The Broad View Farm windmill
Some months ago, we reported that that windmill that was on Broad View Farm in Blawenburg was missing. (See Blog 9.) At least, we weren’t sure where it was. It’s hard to lose a windmill, but when you hear the turn of events, you can understand what happened.
Broad View Farm, which straddled the north and south sides of Georgetown Franklin Turnpike (County Route 518) just west of the crossroad in Blawenburg, was originally settled by the Nevius family in 1737. In 1811, the Van Zandt family became owners of the farm when Bernardus Van Zandt married Sarah Sutphin, who was related to the Nevius family. (See Blog 7.)
The Van Zandts owned, expanded, and improved the farm, making it a showpiece for farmers around the State of New Jersey. People traveled from all over the state to see the latest farming techniques in action. They drew over 8,000 people to one of their expositions in 1950. (See Blog 11.)
One of these innovations was a windmill which was installed in 1905 to pump water for use on the farm. In 1920, as J. Percy Van Zandt was building his farm equipment business, he added an Aeromotor to the well to supplement wind power. The windmill served its purpose for many years, and Percy was still climbing the windmill to fine tune its parts well into his 80s.
In the 1990s, much of the farm was sold to build a housing development on the west side of the farm on the north side of Georgetown Franklin Turnpike. At the same time, developers purchased the Broad View property on the south side of the Turnpike along with Woodacres Farm and other properties to build Cherry Valley Country Club and residential homes.
Having little use for the old windmill, the family decided to donate it to the New Jersey Agricultural Museum that had been built at Rutgers University. The windmill was dismantled in Blawenburg and re-erected on the Cook College campus at Rutgers. A plaque was placed next to it honoring Percy Van Zandt for his contributions to agriculture in New Jersey.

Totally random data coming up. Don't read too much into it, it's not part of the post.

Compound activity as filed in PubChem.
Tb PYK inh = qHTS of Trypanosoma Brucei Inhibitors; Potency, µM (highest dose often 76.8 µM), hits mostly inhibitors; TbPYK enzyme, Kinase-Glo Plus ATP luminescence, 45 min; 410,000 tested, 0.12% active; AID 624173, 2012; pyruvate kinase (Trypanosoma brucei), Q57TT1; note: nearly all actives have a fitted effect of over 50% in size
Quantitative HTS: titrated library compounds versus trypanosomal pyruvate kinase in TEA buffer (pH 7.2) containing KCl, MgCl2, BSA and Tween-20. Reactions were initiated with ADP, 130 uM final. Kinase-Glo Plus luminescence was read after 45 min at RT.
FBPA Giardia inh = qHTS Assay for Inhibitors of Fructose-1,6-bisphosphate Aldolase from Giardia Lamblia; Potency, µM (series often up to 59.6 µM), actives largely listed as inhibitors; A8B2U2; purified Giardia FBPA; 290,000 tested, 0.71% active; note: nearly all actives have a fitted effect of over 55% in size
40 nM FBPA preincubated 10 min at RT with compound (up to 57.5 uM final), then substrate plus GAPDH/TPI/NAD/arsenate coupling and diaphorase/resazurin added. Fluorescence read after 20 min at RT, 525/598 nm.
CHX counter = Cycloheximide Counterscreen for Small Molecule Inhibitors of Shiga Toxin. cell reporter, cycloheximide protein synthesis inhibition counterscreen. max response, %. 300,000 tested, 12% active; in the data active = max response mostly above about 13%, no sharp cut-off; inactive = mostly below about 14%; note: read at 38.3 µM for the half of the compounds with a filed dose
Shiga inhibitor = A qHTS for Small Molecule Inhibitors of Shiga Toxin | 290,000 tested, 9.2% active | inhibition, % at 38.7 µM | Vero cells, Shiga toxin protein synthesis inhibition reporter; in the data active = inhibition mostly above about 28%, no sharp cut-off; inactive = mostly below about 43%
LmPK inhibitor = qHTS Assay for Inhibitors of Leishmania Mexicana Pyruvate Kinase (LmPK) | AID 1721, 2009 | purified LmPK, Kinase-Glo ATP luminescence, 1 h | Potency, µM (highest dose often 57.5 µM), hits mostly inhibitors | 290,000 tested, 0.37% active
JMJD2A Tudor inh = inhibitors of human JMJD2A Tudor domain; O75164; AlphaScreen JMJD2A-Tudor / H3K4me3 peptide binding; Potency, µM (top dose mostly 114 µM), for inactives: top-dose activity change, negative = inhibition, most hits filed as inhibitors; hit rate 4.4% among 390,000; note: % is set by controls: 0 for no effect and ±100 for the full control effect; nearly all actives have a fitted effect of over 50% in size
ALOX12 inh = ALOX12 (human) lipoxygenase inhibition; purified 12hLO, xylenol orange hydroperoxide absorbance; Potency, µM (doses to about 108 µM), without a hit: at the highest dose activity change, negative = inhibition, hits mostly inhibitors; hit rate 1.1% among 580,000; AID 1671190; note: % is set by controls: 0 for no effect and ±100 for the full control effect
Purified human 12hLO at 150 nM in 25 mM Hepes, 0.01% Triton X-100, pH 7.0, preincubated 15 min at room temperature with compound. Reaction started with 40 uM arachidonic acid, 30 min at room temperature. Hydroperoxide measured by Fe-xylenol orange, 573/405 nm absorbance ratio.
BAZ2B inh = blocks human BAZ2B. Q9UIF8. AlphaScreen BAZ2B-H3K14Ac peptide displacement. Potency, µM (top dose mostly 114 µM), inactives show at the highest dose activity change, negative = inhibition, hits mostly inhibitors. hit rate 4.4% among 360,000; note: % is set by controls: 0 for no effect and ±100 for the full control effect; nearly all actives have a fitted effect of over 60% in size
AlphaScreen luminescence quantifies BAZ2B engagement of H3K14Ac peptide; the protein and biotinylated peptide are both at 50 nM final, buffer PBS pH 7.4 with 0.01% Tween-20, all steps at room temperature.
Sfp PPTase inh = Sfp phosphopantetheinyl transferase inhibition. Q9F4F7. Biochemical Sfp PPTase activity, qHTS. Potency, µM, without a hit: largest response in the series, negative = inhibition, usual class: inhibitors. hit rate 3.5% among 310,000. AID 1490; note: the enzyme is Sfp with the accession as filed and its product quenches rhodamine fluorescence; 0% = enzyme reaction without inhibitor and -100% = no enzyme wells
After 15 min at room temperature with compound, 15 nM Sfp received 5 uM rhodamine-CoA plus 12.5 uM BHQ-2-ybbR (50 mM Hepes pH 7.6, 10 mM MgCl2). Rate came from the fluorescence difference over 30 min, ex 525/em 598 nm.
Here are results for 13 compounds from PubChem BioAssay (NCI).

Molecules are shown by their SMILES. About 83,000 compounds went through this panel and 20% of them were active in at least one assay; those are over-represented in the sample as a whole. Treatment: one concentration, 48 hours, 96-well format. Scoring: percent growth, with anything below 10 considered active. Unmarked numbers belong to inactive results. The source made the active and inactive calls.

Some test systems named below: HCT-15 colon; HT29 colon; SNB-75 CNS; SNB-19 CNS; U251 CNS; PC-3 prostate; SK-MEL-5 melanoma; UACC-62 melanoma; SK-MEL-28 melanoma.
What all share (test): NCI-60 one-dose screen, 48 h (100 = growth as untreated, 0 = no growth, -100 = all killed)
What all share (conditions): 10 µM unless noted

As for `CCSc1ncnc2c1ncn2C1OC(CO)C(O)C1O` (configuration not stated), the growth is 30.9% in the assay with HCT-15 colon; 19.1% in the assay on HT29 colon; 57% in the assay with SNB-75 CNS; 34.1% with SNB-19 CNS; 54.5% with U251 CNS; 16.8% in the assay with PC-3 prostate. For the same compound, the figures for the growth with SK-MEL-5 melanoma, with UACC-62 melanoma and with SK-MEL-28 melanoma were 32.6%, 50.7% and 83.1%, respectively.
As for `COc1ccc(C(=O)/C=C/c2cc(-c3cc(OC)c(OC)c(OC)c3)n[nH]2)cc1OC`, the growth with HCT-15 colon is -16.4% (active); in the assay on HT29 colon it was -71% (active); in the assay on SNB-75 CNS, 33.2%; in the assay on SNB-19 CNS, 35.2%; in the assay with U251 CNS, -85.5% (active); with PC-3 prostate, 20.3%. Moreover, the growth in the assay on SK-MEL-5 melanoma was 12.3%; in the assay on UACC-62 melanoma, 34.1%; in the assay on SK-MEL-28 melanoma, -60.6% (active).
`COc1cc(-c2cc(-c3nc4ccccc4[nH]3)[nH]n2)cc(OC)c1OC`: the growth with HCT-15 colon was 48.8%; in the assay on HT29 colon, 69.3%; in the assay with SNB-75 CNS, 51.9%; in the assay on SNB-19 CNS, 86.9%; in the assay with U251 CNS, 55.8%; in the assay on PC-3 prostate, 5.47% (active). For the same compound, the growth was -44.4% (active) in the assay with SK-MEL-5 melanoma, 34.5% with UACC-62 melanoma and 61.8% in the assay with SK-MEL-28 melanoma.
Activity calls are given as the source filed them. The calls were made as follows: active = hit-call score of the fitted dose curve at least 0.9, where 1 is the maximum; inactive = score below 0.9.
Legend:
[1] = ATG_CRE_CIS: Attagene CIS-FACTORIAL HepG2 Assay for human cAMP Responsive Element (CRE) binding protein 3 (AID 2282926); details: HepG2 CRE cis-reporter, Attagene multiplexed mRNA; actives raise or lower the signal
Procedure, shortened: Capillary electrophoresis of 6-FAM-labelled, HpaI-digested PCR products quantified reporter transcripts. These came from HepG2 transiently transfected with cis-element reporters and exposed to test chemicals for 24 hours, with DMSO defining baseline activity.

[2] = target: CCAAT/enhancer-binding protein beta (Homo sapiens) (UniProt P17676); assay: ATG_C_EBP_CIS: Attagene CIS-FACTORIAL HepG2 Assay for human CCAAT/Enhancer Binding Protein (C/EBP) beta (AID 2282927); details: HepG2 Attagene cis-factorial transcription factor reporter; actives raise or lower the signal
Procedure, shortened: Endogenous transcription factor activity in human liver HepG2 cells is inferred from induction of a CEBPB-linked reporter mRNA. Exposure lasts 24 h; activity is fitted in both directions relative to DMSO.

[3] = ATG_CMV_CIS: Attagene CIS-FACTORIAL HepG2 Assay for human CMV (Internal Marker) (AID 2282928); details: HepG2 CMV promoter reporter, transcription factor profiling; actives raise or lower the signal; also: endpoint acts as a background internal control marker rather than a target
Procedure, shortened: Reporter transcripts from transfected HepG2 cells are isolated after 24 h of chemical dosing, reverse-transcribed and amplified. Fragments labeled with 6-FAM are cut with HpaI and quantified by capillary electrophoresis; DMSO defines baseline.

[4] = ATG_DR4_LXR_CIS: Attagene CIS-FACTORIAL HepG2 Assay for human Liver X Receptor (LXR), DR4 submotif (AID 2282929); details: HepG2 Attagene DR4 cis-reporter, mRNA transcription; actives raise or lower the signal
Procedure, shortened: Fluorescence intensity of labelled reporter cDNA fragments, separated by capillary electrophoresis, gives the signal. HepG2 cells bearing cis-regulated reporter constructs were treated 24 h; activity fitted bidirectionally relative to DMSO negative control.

The plaque that was near the windmill at the agricultural museum
About five years ago, the State was having financial problems and decided to stop funding the museum. It closed, and its contents were disbursed. Rutgers found that it was a lot easier to get rid of some hand tools and tractors than it was a large windmill.
They sent many of the artifacts in the museum back to their original donors, but it was learned later that they were unable to locate the Van Zandts. Edgar Van Zandt and John Van Zandt were the contacts, since their names were on the document transferring the windmill to Rutgers. Edgar did most of the work on the transfer, but he had since passed away. John lives in North Carolina, but Rutgers didn’t know that. It was unlikely that they would know other family members to contact.
The Don Quixote Quest
I became interested in what might have happened to the windmill when I wanted to take a picture of it for a blog and discovered that it was no longer at Rutgers. I talked with Dick Van Zandt, John Van Zandt’s son and Percy’s grandson, who grew up on the farm. He had no idea where it went either. I called a couple people from the Van Harlingen Historical Society who led me people who could only come up with the name Millstone as a possible location and Millstone Valley Preservation Coalition as a possible group who received the windmill.